If you find the solution it would be nice if you could post a followup to the thread.
Good luck.





Since performance is an issue you could probably achieve a speed improvement if you compute some more temporary variables like sin, cos, and exp of various expressions because several of those are recomputed more than once. For example, cos(w1OverSigma) is computed seven times in that function.





the thing is, those are calculated ahead of the actual processing, and don't change. the actual work is pretty much 4x the loop i posted.





Hello. I'm writing some C code for an embedded application, and I've run into a problem wherein a compare against an enumerated value is not being executed correctly. Take the following code snippet, for example:
typedef unsigned int UINT16;
typedef enum enum_items_tag
{
ITEM_1,
ITEM_2,
ITEM_3,
ITEM_918,
MAX_ENUM_ITEMS
} enum_items_t;
UINT16 n;
for ( n = 0; n < MAX_ENUM_ITEMS; n++ )
{
}
The code executes as expected, until n is incremented to equal MAX_ENUM_ITEMS, at which time the compare fails, and execution continues within the loop (when it should have exited). I've done things like this in the past without any problems.
I've tried retyping n as enum_items_t (i.e. declaring n as "enum_items_t n"), as well as type casting MAX_ENUM_ITEMS as UINT16. The only other thing I can think of at this point is that maybe there is an issue with the number of items there are in my enumerated type (919). Does anyone know if there are such constraints on enumerated types? I'm using a GCC based compiler. Or, if you have any other ideas, it would be much appreciated. Thanks.





why do not output value of MAX_ENUM_ITEMS to see what it is, you may miss some thing in the middle of the enum.
totally 919 items? MAX_ENUM_ITEMS should be 918.





You're right. Good catch! The enumerated type enum_items_t has a total of 920 items, including MAX_ENUM_ITEMS. I was thinking in terms of offset, or what n would be as the loop repeats.
Unfortunately, outputting constants information with embedded programming can be a little tricky, especially when you're stuck using a ***** compiler/IDE. I'll see what I can do, though. Thanks.





Just curiosity: what is the usefulness of such a enum ?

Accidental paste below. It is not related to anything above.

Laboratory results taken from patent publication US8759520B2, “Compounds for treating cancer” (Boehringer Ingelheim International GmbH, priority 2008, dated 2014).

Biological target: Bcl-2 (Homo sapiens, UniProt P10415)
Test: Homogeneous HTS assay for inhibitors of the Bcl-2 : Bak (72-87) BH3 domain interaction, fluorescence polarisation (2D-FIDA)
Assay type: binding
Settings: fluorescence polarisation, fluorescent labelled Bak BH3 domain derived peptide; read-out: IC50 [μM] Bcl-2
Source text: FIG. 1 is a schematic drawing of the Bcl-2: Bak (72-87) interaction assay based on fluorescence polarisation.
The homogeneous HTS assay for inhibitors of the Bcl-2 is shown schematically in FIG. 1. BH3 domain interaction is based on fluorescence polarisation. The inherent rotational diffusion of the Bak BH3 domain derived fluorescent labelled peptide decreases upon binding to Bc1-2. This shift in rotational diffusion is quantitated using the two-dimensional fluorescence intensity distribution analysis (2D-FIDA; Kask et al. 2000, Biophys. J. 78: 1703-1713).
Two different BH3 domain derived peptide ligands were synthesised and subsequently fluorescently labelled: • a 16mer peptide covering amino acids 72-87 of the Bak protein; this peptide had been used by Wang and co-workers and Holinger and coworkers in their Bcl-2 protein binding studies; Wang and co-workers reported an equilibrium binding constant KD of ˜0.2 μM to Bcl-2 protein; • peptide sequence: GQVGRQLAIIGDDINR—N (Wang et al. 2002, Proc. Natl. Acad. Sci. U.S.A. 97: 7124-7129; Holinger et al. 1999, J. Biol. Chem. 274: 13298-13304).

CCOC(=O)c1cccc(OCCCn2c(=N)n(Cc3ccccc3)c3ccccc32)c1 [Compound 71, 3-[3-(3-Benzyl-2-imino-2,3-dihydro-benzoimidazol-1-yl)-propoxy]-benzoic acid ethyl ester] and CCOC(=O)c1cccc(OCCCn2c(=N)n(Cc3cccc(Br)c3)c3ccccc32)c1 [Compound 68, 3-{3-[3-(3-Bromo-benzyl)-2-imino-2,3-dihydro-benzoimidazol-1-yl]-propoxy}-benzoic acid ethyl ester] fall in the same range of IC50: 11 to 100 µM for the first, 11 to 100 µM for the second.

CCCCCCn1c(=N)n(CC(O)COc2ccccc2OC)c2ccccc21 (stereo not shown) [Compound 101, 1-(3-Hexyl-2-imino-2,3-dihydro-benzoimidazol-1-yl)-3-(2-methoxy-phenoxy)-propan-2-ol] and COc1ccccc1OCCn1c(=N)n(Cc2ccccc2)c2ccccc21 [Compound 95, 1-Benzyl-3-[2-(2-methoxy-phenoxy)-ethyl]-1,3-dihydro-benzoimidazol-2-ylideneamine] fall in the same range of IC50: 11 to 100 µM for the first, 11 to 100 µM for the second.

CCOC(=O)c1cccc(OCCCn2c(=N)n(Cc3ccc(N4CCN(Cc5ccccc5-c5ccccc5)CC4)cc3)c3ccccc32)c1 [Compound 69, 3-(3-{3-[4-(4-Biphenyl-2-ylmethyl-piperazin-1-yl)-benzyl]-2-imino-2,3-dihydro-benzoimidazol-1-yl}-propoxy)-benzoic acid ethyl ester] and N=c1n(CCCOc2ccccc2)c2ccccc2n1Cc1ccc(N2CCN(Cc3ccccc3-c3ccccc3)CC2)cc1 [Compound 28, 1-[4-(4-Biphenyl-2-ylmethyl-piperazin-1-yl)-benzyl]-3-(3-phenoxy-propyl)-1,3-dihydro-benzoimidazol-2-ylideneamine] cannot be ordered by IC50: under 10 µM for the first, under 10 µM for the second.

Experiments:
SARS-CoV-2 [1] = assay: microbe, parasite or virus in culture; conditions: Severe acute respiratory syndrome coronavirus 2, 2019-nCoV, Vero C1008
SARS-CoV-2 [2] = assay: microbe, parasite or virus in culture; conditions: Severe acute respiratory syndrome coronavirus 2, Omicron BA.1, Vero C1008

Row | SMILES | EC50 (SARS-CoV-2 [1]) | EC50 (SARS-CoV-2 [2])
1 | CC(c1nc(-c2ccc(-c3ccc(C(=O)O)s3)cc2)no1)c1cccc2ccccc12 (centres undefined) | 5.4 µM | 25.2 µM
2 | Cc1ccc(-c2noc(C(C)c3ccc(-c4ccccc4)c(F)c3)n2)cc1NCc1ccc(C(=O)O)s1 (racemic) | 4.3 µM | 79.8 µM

If the Lord God Almighty had consulted me before embarking upon the Creation, I would have recommended something simpler.
 Alfonso the Wise, 13th Century King of Castile.
This is going on my arrogant assumptions. You may have a superb reason why I'm completely wrong.
 Iain Clarke
[My articles]





It's used for quickly indexing into an array, rather than having to use processor time to search for an element.





Well, I cannot see any speed advantage. Would you please elaborate a bit?
If the Lord God Almighty had consulted me before embarking upon the Creation, I would have recommended something simpler.
 Alfonso the Wise, 13th Century King of Castile.
This is going on my arrogant assumptions. You may have a superb reason why I'm completely wrong.
 Iain Clarke
[My articles]





I found the problem. As usual, it turned out to be really simple. My INVALID_ITEM item was positioned at the beginning of the enumeration. When I moved it to the end, after MAX_ENUM_ITEMS, things lined up and started working.





I did a test for size change of MFC exe.
When a line of code or a small resource bitmap is deleted or added in the exe program, exe size keeps unchanged.
So I guess exe is aligned in size  similar to class aligned in size by its members.
Do you think it is correct or have more info about this?





Yes. By default applications are aligned on 512 byte boundaries. (Due to a quirk in the Windows 98 paging mechanism, before Visual Studio 2008, Win32 applications were aligned on 4096 byte boundaries unless you added the /OPT:NOWIN98 switch to the linker. The linker for VS 2008 and later now uses 512 alignment by default.)





Hi Joe,
The /OPT:NOWIN98 should be sdded at which place of project settings? How?





In Visual Studio 2003/2005 it's in PropertiesLinkerOptimization. Select "No (/OPT:NOWIN98) Only set this for Release mode.
In Visual Studio 2008, this will generate a warning, so it should be set to Default.
In Visual C++ 6.0, go to SettingsLink. In the Project Options Edit control, go to end and manually add "/OPT:NOWIN98"





Joe, thanks,
The min change is from 4096 to 512 bytes now.
cheers.